Why do we need new stations

The strategy

ESA Station Upgrade and Relocation Strategy is about preparing for the future needs of the ACT. A number of studies have been undertaken on behalf of the ESA, focusing on Ambulance and Fire & Rescue station locations. They address where these stations should be located to provide optimal coverage to the ACT community now and into the future. Current locations were not originally planned to take account of the future needs of the ACT’s population growth and demand shifts.

The selection of appropriate locations is a technical exercise, involving complex modelling based on the anticipated location of specific hazards and risks and the holistic coverage interrelationship between all locations for a service. Ambulance and Fire & Rescue services are required to meet prescribed response time targets for minimising the effects of emergency incidents; therefore one of the critical components for locating stations is travel time. Locations for each emergency service are strongly interrelated and the movement of just one location affects the overall coverage performance of all other locations. For this reason, Ambulance and Fire & Rescue services location assessments must be done at the ‘whole of ACT level’. There is little room for arbitrary relocations for individual locations or local districts.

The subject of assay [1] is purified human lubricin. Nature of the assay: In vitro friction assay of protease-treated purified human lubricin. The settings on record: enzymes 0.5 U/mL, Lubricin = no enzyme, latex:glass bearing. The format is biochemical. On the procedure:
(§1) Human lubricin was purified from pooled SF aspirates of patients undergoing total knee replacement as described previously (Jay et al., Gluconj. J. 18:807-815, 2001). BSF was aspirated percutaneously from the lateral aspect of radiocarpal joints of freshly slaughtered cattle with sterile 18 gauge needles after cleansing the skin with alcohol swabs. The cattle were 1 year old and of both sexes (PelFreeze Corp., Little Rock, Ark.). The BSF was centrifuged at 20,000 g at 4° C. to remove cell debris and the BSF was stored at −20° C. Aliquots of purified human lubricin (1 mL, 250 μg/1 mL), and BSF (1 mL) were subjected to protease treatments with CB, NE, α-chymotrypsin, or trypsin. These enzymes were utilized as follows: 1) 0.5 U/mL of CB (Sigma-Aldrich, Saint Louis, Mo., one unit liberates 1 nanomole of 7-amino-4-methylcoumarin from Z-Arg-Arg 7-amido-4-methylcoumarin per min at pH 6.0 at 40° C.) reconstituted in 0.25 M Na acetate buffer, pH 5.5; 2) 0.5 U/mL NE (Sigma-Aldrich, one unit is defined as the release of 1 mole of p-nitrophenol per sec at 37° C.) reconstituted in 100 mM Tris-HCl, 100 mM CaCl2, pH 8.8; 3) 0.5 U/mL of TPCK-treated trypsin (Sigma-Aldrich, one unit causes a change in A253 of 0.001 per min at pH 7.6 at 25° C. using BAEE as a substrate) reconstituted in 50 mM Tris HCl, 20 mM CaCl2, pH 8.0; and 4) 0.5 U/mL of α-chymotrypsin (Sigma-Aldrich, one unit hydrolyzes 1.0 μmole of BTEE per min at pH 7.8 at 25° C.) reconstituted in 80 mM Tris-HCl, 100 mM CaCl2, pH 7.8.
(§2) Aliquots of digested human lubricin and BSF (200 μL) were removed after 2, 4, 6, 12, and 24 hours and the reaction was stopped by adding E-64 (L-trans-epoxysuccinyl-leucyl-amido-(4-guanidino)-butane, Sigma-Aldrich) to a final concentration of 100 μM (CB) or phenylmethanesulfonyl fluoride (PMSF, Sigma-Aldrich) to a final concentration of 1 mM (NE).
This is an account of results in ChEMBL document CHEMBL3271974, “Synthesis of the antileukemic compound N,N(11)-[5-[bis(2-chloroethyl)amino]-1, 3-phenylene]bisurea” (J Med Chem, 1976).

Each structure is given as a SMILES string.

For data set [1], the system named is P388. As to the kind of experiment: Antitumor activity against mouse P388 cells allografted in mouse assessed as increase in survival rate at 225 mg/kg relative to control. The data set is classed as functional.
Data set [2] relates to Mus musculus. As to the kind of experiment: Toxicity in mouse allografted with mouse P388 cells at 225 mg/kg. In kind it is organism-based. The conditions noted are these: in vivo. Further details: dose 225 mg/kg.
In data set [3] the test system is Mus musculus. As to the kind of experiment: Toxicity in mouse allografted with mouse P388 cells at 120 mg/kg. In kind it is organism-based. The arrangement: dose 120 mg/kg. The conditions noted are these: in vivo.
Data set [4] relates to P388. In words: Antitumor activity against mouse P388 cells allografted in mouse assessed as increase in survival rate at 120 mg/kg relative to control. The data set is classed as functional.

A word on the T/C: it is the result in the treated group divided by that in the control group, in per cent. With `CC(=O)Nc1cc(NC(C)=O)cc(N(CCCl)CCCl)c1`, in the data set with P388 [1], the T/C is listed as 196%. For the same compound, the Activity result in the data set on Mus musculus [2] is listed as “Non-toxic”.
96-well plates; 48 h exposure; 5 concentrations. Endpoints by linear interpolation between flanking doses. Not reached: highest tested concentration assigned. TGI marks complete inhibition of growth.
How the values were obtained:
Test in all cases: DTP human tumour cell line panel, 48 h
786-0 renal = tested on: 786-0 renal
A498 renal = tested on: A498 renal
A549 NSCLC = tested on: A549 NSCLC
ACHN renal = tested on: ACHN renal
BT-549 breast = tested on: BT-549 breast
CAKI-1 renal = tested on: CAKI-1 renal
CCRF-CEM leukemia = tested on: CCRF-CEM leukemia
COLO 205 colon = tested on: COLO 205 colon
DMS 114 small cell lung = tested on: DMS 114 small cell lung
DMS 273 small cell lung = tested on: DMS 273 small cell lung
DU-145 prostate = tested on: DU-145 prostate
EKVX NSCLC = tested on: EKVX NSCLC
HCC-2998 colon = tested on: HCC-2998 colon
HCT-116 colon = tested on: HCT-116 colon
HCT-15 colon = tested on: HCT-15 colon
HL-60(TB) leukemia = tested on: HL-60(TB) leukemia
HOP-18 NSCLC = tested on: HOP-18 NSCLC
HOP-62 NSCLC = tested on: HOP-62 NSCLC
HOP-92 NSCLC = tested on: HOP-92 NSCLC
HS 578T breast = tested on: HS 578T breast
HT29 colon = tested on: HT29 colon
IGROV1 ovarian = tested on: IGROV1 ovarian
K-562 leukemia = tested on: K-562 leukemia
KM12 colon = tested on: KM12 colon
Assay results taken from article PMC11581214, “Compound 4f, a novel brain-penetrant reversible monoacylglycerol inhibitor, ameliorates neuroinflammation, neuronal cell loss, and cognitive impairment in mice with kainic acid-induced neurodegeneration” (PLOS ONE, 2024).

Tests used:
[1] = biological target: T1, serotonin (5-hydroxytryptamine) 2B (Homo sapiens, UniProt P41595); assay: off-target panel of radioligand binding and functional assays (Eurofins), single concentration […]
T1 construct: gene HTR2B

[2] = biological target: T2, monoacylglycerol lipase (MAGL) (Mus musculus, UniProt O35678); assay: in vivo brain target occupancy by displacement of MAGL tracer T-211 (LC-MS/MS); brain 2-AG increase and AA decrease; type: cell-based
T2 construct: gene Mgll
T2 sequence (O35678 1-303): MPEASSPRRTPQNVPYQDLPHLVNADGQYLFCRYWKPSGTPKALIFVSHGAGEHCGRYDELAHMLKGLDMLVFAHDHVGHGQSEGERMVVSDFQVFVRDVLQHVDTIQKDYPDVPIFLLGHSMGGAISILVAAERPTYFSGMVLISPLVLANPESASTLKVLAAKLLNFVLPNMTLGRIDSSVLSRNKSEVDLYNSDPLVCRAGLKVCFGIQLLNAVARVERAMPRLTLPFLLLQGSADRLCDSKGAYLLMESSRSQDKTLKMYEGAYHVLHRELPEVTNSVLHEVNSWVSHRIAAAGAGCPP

Another of the most important parameters for determining locations of new Ambulance and Fire & Rescue stations is being sited on or very close to main arterial roads, to facilitate speedy multidirectional egress, in the endeavour to save lives, property and the environment.

Many existing facilities no longer provide the best conditions to support the operations of the services. Improved functionality and design will help to maximise the efficiency and effectiveness of emergency services operations, and their ability to respond to the needs of the Canberra community.

Implementation of the Strategy will better position the ESA to save lives, property and the environment.

This page was last modified on November 17th, 2015